“You the kids looking for a head?”
When last we left the town of Riverdale, Pickens Day had been ruined by decapitation of the statue of their town’s founder, and with suspicion being lodged firmly at the Serpents’ door, the Lodges and their associates were ready to destroy the South Side once and for all. This week, there is surprisingly little being done to actual find the head, and the culprit of the crime, with Sheriff Keller (Martin Cummins) and the powers that be having decided that one of the Serpents is definitely responsible – without any real proof.
Given the article Jughead (Cole Sprouse) and Betty (Lili Reinhart) published in the Blue & Gold was the spark that lit the town on fire, it’s no surprise that they are suspended from working on the paper until the issue is resolved, with Hiram Lodge (Mark Consuelos) even threatening to sue the school for defamation of character. Which seems a little over the top, it’s a school newspaper, not the New York Times, I doubt anyone other than those at the school will ever read it.
Nevertheless, it’s up to Bughead (as always) to solve the crime, and find General Pickens’ head, while they also talk about how neither of them are getting any – these teens, if it’s not murder and vandalism, it’s sex. So, naturally, they do what anyone would when trying to locate a stolen bronze head – they put up flyers asking if anyone’s seen it. Strangely, it does work, as they receive a call from the local creepy rubbish tip man who has found a head in an old fridge – and what’s more, he knows who put it there.
It’s a tough week for the Serpents that only seems to get tougher, as not only do they receive eviction notices on every trailer in the park, giving them a fortnight to move out, we also see the return of the Snake Charmer, Penny Peabody (Brit Morgan). Her return brings with it the news of what the gang’s tween brigade did to her, as she reveals the scar on her arm where her tattoo used to be, before Jughead sliced off her skin. Understandably, FP (Skeet Ulrich) is pretty annoyed – Jughead broke one of the only rules, the Serpents don’t hurt one of their own, and his actions may lead to the downfall of the gang once and for all. However, while his father is angered by his recent actions, some of the other gang members, including lead campaigner Tallboy (Scott McNeil), call for Jughead’s removal. Though when it seems that some of the Serpents have been making allies of the wrong people, it isn’t just Jughead under scrutiny.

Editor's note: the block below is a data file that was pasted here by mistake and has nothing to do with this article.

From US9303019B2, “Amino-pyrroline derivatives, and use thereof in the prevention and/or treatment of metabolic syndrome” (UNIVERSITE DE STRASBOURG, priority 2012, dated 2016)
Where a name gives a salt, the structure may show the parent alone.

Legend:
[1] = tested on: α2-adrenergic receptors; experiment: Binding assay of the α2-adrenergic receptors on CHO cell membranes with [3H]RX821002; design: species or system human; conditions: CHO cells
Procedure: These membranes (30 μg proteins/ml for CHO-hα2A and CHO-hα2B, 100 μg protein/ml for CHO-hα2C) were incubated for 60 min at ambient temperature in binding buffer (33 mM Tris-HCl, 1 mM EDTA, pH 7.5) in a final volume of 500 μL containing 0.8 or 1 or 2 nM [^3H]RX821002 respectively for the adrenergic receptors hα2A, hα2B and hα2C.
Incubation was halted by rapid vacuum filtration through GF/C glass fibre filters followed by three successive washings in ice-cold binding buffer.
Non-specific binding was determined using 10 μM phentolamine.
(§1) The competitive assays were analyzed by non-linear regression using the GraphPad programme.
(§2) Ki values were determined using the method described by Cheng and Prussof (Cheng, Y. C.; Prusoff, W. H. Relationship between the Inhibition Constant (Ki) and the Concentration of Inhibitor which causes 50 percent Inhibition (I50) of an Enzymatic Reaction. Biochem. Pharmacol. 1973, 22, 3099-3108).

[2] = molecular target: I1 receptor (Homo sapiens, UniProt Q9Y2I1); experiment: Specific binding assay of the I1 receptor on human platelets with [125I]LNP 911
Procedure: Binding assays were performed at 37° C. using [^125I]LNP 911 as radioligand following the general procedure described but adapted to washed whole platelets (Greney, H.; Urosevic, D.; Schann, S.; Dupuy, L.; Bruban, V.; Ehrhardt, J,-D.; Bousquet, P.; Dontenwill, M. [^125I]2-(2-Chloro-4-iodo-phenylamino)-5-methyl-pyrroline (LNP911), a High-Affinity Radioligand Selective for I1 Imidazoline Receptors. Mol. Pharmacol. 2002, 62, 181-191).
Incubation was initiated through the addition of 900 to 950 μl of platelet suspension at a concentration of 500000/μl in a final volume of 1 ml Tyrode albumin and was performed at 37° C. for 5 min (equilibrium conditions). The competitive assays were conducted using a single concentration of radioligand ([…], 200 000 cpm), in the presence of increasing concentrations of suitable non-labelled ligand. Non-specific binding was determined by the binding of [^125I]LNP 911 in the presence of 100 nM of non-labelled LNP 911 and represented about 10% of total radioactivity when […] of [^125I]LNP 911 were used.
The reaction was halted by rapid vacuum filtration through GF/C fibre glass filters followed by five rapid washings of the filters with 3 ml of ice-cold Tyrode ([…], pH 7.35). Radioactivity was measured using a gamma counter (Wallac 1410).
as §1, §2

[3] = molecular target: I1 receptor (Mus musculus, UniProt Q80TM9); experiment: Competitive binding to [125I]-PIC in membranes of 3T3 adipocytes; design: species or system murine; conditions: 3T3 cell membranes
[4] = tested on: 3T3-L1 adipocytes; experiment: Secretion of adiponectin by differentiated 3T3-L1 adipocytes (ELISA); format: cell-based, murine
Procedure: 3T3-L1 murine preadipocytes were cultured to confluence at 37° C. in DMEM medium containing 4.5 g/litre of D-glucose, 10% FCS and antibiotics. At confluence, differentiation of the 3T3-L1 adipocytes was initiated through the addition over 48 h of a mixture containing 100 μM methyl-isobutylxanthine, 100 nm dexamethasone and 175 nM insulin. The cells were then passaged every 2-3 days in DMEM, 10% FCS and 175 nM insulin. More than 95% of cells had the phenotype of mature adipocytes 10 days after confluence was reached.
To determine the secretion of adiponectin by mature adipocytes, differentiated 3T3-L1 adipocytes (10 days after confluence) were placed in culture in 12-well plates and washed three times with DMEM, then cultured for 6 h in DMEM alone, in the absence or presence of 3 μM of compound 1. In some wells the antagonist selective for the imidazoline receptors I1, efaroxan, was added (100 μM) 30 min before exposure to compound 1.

Elsewhere, it’s Veronica’s (Camila Mendes) confirmation, and with it comes the Lodge family – both real, and crime – which piques the interest of both Archie (KJ Apa) and his FBI friend Adams (John Behlmann). Yes, we go full tween Godfather this week, as the arrival of Hiram’s “associates” and their wives falls somewhere between a half-hearted Sopranos, and the Mob Wives of Riverdale, where the men go to Pop’s for an evening of poker and cigar smoking, while their wives sit in a circle, drinking wine and talking about everything they do to feel like they aren’t terrible for being involved in the world of organised crime. For Archie’s part, his “internship” for Hiram has him running all over town, before acting as waiter for the poker game, where he must discreetly listen for anything that the FBI might find interesting.
The confirmation brings with it decisions for both Archie and Veronica, as they must decide how involved they want to be in Hiram’s world. While working at the poker game, Archie hears a conversation that leaves him torn between wanting to protect his girlfriend, and wanting to stop her father, but his decision has repercussions that leave us wondering whose side Archie is actually on, as he lies to the FBI. Meanwhile, Veronica must decide whether to bring Archie into her family’s world, as her father gives her an ultimatum, “Either bring him in, or he stays on the outside forever.” But is she willing to corrupt Archie by involving him in the less-than legal business? Or is ignorance really bliss when it comes to the Lodges? Either way, Hiram and Hermione (Marisol Nichols) are in deep with the wrong people, with a Se7en-themed parcel turning up on their doorstep, a tame reminder that they aren’t operating as discreetly as they thought.
Tensions are high at the Cooper household this week, as Chic’s (Hart Denton) continued presence drives a wedge between Alice (Mädchen Amick) and Hal (Lochlyn Munro) who insists that if their estranged son is staying, he will leave. Which they don’t really mind, because no one likes Hal. Things begin to seem a little suspicious, when Betty arrives home to find a strange guy in her house, and her brother coming downstairs in a dressing gown. Concerned, Betty confronts him about bringing a client into the house, however, he insists that it was a job interview and he would never tell clients where he lives – and neither should she. Yes, they’re really going for the Dark-Betty-is-webcam-girl storyline, and it’s just as strange as you would imagine.
Though it seems that the Cooper children aren’t the only ones in that house with darkness inside them, as Betty returns home after Veronica’s confirmation to a horrifying sight that leaves us questioning what Alice has been doing during her daughter’s absence.
More dark and broody than ever, Riverdale seems to be falling down a rabbit hole of dramatic (if not a little farfetched) storylines, with threads darker than most teen dramas out there. While some work, some don’t, but all of them are dragging the characters into a dark world that no one could have expected at the start of this season. No one will have the grades for college at this rate.